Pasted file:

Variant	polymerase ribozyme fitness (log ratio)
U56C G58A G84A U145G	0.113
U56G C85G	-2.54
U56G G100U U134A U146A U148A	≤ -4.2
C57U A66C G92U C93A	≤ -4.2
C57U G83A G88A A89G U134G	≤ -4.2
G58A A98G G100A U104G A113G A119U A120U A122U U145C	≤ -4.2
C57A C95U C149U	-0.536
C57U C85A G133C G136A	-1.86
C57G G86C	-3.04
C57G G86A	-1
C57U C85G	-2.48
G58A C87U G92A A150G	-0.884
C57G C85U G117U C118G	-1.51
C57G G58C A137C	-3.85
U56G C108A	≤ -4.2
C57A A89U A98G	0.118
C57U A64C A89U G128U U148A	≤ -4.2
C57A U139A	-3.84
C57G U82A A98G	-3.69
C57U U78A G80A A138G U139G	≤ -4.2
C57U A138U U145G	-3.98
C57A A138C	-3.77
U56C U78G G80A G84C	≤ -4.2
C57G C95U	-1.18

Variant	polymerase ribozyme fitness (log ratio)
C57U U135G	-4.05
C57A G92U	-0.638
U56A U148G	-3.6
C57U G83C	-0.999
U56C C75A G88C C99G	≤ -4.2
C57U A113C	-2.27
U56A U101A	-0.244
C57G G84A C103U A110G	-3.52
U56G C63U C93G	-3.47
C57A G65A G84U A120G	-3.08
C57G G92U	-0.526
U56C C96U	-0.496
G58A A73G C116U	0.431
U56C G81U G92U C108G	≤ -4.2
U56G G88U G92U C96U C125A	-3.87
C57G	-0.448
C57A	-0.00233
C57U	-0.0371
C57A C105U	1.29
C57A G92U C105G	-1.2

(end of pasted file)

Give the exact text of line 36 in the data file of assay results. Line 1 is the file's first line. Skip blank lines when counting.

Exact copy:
C57A G65A G84U A120G	-3.08